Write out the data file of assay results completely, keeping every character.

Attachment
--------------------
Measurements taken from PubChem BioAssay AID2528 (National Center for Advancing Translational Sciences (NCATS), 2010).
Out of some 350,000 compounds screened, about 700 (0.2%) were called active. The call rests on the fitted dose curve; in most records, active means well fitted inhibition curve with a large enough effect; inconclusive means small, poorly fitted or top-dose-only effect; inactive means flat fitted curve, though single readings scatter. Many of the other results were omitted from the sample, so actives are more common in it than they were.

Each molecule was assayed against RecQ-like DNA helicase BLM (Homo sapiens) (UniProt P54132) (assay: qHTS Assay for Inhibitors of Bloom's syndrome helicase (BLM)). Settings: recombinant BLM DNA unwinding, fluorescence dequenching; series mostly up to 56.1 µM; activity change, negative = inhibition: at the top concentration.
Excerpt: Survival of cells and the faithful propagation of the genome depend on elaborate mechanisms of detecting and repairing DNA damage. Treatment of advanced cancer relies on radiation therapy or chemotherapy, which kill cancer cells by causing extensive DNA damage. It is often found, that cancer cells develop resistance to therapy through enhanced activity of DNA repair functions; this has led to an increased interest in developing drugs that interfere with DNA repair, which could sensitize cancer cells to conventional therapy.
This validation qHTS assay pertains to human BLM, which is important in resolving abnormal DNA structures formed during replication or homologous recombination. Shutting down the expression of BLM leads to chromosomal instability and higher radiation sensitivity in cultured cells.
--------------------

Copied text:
Measurements taken from PubChem BioAssay AID2528 (National Center for Advancing Translational Sciences (NCATS), 2010).
Out of some 350,000 compounds screened, about 700 (0.2%) were called active. The call rests on the fitted dose curve; in most records, active means well fitted inhibition curve with a large enough effect; inconclusive means small, poorly fitted or top-dose-only effect; inactive means flat fitted curve, though single readings scatter. Many of the other results were omitted from the sample, so actives are more common in it than they were.

Each molecule was assayed against RecQ-like DNA helicase BLM (Homo sapiens) (UniProt P54132) (assay: qHTS Assay for Inhibitors of Bloom's syndrome helicase (BLM)). Settings: recombinant BLM DNA unwinding, fluorescence dequenching; series mostly up to 56.1 µM; activity change, negative = inhibition: at the top concentration.
Excerpt: Survival of cells and the faithful propagation of the genome depend on elaborate mechanisms of detecting and repairing DNA damage. Treatment of advanced cancer relies on radiation therapy or chemotherapy, which kill cancer cells by causing extensive DNA damage. It is often found, that cancer cells develop resistance to therapy through enhanced activity of DNA repair functions; this has led to an increased interest in developing drugs that interfere with DNA repair, which could sensitize cancer cells to conventional therapy.
This validation qHTS assay pertains to human BLM, which is important in resolving abnormal DNA structures formed during replication or homologous recombination. Shutting down the expression of BLM leads to chromosomal instability and higher radiation sensitivity in cultured cells.